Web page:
Carving up the competition
In his second season on the Brown University lacrosse team, Clay Del Prince is a reliable defender who is carving up the opposing teams offensive players.
When his career is over at Brown, Del Prince will put down the lacrosse stick and pick up some other tools as he transitions into medical school.
This is one of the reasons why the Frontier High School graduate decided to attend Brown – because of their high placement of medical students after graduation.
“In terms of medical school applications, Brown undergraduates have far better acceptance rates that the national average, which was a contributing factor in my decision to come here,” stated Del Prince recently. “I understand that my grades and extracurricular work will be most important when it comes to apply, but I would not have a problem with the Ivy League prestige giving me a competitive advantage.”
Another reason he chose Brown was the fact they offered him a chance to play lacrosse at the Division I level while still getting a great education.
As most know, the recruiting process can be a bear with schools promising anything from playing time as a freshman to attending school for free.
All these were choices that Del Prince was weighing heavily as he was trying to decide on what school to attend.
But, the lure of Brown and an Ivy League education, with a top-notch athletic program, was just to hard to pass up.
“Brown was the only Ivy League school that offered me a spot, but there were one or two other Ivies that I had been in contact with and number of D III New England schools with excellent academic reputations such as Williams and Amherst,” explained Del Prince. “When I was making my decision, Brown was the clear choice. The program was coming off three years of growing success with an NCAA tournament appearance during my senior year (of high school) and the academic prestige was just as if not more prevalent than any other schools. The big choice was choosing Brown over state schools such as Binghamton that were offering full athletic scholarships.”
The fact Del Prince turned down offers from colleges and universities that would have him go to school for free is saying something about the young man’s character.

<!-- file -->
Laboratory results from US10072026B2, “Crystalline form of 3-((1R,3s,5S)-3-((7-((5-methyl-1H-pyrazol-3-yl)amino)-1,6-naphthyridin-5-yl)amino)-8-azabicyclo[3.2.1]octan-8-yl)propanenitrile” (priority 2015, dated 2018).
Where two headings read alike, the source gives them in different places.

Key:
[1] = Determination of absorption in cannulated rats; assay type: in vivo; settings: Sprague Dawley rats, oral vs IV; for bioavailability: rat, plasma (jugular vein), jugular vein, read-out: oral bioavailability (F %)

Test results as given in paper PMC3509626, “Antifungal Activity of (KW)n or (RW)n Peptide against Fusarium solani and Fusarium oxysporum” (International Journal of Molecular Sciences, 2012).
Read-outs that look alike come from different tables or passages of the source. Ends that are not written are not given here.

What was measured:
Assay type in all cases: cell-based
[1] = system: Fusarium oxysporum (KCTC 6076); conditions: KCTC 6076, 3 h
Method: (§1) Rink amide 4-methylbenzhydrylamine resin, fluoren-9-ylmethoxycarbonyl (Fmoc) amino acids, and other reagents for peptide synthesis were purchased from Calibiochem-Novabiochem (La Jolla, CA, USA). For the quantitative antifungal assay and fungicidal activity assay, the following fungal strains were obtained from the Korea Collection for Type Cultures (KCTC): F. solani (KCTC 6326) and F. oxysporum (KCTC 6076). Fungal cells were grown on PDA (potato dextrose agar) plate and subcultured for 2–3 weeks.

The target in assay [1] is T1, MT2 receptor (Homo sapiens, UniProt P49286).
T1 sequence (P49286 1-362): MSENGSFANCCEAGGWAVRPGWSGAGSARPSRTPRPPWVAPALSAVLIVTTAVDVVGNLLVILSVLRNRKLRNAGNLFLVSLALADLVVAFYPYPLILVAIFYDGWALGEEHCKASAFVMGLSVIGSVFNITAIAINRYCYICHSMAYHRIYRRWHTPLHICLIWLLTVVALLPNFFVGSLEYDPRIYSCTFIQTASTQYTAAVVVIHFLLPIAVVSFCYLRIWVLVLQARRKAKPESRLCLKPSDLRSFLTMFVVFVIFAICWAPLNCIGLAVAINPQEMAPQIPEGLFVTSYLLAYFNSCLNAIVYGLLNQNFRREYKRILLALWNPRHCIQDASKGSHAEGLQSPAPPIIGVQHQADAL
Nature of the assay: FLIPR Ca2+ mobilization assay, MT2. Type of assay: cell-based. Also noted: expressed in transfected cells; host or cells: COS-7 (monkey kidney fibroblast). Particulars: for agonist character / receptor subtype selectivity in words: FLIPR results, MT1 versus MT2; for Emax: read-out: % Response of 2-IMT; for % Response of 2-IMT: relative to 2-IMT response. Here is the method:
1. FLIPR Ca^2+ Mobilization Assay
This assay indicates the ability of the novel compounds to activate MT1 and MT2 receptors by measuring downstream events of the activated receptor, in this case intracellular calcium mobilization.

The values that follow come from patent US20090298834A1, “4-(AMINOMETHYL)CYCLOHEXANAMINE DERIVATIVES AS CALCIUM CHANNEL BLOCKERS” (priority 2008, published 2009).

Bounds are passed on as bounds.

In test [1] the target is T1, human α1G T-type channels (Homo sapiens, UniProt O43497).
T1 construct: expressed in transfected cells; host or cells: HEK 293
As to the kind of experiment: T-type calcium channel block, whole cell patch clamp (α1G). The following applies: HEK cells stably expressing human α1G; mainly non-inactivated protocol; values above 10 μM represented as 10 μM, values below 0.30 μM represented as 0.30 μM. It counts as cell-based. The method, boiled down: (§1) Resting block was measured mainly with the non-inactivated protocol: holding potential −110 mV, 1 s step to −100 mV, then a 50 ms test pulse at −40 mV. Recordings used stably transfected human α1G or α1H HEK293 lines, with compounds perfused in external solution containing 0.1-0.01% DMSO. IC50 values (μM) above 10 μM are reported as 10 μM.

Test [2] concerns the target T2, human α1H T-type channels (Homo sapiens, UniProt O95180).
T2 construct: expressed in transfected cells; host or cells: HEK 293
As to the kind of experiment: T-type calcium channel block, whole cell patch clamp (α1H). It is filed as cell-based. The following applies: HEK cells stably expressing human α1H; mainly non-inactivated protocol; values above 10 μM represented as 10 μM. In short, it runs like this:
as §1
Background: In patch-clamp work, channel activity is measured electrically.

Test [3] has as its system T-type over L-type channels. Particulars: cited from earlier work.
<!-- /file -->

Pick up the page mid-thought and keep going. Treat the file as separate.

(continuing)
While Brown offered him a ‘spot,’ they didn’t offer him a scholarship.
That’s because Brown, like the rest of the Ivy League schools, cannot offer athletic scholarships.
So, while Del Prince is getting an Ivy League education, he is doing so while paying for school (Brown is $54,390 a year) through financial aid packages.
“The only way to get money to help with my education is through need-based financial aid,” said Del Prince. “The problem with this is that it changes on a yearly basis. Dependent upon my family’s financial situation in a given year, I could end up paying anywhere between half tuition and full tuition. Aside from that, I have to cover the difference primarily by taking private loans under my name. It’s tough to think that there’s already X amount of money that I’m in debt at age 20, which puts a significant amount of pressure on me to make sure I don’t blow this opportunity.”
If there wasn’t enough pressure on Del Prince already, the young man then has to deal with the rigors of classes, while still being a student-athlete.
Brown, like most Ivy League schools, is not easy when it comes to classes. Not to say that going to school at the University at Buffalo would be any easier, but how the class is taught and how the work is dished out is a little bit different at Brown.
So, if you aren’t on you game from the beginning, you could be left out in the cold.
“I can’t speak for the other Ivy League schools, but at Brown the amount of rigor a student is going to bear is dependent upon what they choose to study and they are planning to do after graduation,” said Del Prince. “Personally, following the pre-med track in not easy here. Between the courses I need to take for my concentration and the courses required for medical schools, the course load is pretty full. Going to class is a requirement and labs take up a lot of afternoon time.”
While classes take up a lot of his time, Del Prince still has the time and energy to be a force on the lacrosse team.
After a rough freshman season, Del Prince put in extra work over the summer and it paid off as he became a starter and now guards some of the best attackmen in the country.
“During my freshman year it took me awhile to get acclimated to the speed of the game at the D I level,” he said. “My sophomore campaign has been much different. It was a big change, going from making relatively no contribution during games to being a primary contributor and guarding some of the opposition’s best attackmen.”
Del Prince hopes to help this team get back to the NCAA tournament this season and in the years to come. And when he is done achieving those goals he will move on to new ones as a medical school student – hoping to help and change people lives for years to come.
In the end, Clayton Del Prince has all the tools to succeed in life. He will be armed with an Ivy League education from one of the best schools in the country.
Soon people will be calling him Doctor Del Prince – and you know it has a nice ring to it.
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